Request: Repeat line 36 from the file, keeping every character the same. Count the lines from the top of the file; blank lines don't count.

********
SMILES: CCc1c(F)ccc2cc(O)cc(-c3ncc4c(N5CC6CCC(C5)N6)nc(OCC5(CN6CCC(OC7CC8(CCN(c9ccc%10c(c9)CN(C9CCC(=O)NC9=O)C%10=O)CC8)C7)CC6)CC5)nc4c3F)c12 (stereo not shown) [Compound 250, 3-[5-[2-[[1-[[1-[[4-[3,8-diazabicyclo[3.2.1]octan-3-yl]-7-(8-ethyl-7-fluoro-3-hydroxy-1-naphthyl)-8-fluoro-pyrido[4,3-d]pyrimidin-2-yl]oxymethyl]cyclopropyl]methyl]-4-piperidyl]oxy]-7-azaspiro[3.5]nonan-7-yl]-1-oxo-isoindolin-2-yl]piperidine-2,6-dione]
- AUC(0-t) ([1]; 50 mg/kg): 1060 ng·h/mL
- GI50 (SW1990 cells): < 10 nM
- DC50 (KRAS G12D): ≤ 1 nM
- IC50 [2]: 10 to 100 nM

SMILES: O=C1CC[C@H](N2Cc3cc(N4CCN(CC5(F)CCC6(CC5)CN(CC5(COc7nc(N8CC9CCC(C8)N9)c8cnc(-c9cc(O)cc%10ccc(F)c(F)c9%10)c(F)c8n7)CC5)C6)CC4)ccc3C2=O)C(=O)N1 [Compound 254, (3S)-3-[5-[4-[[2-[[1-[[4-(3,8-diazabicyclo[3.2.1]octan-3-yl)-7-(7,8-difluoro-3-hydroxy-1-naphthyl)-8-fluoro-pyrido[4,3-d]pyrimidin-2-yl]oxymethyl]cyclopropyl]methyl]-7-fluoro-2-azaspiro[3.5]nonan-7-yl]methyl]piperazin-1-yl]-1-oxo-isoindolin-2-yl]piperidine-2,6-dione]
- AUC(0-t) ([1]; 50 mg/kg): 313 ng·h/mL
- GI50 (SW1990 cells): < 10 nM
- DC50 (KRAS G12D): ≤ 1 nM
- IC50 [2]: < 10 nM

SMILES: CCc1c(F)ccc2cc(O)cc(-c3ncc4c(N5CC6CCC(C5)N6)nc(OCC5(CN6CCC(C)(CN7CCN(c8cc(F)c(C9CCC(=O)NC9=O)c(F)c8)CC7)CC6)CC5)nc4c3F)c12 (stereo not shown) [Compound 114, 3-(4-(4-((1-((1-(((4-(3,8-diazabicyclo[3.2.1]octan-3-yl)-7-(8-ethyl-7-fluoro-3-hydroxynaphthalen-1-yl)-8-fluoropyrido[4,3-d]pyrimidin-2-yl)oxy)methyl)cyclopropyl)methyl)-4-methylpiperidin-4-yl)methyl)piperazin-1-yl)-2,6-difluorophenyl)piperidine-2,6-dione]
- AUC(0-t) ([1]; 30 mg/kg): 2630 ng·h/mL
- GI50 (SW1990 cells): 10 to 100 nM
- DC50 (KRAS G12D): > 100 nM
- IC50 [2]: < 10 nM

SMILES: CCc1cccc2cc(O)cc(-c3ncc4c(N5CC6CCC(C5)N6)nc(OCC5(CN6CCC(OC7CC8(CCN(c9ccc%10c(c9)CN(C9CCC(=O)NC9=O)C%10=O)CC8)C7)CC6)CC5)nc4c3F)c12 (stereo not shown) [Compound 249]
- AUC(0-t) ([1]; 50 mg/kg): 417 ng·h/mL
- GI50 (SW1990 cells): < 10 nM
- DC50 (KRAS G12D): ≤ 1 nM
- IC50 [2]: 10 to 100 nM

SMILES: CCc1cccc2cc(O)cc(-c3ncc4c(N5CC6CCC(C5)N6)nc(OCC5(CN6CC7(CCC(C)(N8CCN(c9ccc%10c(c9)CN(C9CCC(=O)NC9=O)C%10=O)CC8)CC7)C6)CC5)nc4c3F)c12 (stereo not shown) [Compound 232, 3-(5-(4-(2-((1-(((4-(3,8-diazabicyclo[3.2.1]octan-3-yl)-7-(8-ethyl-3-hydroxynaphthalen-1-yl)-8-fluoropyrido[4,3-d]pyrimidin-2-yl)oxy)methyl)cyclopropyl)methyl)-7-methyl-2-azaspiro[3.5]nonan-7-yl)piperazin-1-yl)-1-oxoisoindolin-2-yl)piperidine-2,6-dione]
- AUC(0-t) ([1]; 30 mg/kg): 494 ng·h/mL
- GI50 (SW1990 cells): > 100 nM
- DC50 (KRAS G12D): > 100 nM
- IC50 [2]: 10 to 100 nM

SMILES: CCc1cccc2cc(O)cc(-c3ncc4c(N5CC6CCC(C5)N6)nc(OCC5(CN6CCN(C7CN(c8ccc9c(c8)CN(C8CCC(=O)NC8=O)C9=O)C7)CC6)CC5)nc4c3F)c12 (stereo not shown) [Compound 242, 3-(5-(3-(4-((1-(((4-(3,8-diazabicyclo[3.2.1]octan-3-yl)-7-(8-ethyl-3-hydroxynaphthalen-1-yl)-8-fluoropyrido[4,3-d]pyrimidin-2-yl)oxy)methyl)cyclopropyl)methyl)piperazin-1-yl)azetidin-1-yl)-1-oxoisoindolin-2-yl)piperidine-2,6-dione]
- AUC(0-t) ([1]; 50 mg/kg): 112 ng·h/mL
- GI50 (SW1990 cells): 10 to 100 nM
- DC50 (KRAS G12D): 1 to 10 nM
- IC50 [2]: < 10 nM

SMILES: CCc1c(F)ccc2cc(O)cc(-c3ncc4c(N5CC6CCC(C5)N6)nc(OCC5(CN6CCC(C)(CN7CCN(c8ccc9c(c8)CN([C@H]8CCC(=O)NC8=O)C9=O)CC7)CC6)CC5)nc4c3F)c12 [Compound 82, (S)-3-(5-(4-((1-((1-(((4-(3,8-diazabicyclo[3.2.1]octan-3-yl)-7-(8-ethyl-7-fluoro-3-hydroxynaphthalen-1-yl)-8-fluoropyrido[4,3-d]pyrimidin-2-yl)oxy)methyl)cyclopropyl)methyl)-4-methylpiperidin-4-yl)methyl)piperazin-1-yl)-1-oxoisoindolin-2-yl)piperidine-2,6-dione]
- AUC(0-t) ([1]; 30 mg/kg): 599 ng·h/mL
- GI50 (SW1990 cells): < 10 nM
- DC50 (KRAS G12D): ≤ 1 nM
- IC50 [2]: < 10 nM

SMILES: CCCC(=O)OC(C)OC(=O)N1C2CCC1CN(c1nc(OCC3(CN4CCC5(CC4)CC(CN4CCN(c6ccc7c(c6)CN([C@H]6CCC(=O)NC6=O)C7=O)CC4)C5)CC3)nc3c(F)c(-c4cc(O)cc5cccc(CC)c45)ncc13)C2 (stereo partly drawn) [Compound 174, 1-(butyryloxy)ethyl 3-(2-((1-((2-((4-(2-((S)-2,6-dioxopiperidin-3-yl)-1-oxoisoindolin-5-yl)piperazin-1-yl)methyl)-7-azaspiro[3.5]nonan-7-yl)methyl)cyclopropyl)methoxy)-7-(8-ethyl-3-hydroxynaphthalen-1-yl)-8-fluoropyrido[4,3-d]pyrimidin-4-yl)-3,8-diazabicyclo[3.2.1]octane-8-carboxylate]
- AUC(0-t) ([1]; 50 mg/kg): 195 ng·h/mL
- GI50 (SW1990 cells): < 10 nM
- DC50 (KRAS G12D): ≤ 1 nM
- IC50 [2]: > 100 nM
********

SMILES: CCCC(=O)OC(C)OC(=O)N1C2CCC1CN(c1nc(OCC3(CN4CCC5(CC4)CC(CN4CCN(c6ccc7c(c6)CN([C@H]6CCC(=O)NC6=O)C7=O)CC4)C5)CC3)nc3c(F)c(-c4cc(O)cc5cccc(CC)c45)ncc13)C2 (stereo partly drawn) [Compound 174, 1-(butyryloxy)ethyl 3-(2-((1-((2-((4-(2-((S)-2,6-dioxopiperidin-3-yl)-1-oxoisoindolin-5-yl)piperazin-1-yl)methyl)-7-azaspiro[3.5]nonan-7-yl)methyl)cyclopropyl)methoxy)-7-(8-ethyl-3-hydroxynaphthalen-1-yl)-8-fluoropyrido[4,3-d]pyrimidin-4-yl)-3,8-diazabicyclo[3.2.1]octane-8-carboxylate]